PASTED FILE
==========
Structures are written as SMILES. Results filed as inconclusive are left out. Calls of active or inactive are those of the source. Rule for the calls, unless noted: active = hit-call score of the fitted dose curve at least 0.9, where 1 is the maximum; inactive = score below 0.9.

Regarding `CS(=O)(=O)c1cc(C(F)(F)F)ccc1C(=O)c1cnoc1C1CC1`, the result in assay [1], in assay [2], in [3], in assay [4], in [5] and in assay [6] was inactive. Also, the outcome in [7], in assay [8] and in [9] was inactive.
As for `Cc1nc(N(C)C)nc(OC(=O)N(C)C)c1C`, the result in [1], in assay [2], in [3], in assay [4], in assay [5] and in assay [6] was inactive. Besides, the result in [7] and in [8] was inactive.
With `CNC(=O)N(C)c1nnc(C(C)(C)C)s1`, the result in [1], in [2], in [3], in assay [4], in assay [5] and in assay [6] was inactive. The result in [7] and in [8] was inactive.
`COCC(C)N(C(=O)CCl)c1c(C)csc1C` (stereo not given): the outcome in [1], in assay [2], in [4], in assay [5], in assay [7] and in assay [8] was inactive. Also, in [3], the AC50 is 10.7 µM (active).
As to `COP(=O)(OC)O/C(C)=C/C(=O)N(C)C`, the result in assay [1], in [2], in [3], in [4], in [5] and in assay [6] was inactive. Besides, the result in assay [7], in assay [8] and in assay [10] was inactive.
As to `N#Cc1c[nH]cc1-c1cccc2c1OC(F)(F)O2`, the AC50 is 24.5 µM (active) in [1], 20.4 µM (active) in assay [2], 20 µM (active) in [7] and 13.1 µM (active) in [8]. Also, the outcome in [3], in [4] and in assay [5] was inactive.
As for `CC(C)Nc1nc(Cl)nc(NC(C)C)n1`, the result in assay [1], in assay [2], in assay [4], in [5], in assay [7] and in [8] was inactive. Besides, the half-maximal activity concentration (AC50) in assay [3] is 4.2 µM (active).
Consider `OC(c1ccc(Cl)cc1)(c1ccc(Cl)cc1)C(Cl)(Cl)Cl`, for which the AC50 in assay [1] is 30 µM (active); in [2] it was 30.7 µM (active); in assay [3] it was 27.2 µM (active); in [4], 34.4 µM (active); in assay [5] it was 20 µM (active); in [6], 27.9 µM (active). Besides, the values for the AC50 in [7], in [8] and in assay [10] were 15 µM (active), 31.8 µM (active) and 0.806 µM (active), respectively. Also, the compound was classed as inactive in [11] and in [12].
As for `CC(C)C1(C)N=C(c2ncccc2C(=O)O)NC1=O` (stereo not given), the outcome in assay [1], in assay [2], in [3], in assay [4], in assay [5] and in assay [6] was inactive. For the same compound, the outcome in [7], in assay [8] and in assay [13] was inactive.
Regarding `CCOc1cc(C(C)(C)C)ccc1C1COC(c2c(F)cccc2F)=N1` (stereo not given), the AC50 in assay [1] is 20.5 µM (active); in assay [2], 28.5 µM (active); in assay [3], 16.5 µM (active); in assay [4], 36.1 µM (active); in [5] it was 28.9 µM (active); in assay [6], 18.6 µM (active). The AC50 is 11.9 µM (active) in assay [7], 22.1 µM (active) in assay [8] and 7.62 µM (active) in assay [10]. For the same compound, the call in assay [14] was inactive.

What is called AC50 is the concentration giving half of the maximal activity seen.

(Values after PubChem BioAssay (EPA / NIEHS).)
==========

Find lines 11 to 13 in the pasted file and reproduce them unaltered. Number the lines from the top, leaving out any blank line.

Regarding `CCOc1cc(C(C)(C)C)ccc1C1COC(c2c(F)cccc2F)=N1` (stereo not given), the AC50 in assay [1] is 20.5 µM (active); in assay [2], 28.5 µM (active); in assay [3], 16.5 µM (active); in assay [4], 36.1 µM (active); in [5] it was 28.9 µM (active); in assay [6], 18.6 µM (active). The AC50 is 11.9 µM (active) in assay [7], 22.1 µM (active) in assay [8] and 7.62 µM (active) in assay [10]. For the same compound, the call in assay [14] was inactive.

What is called AC50 is the concentration giving half of the maximal activity seen.

(Values after PubChem BioAssay (EPA / NIEHS).)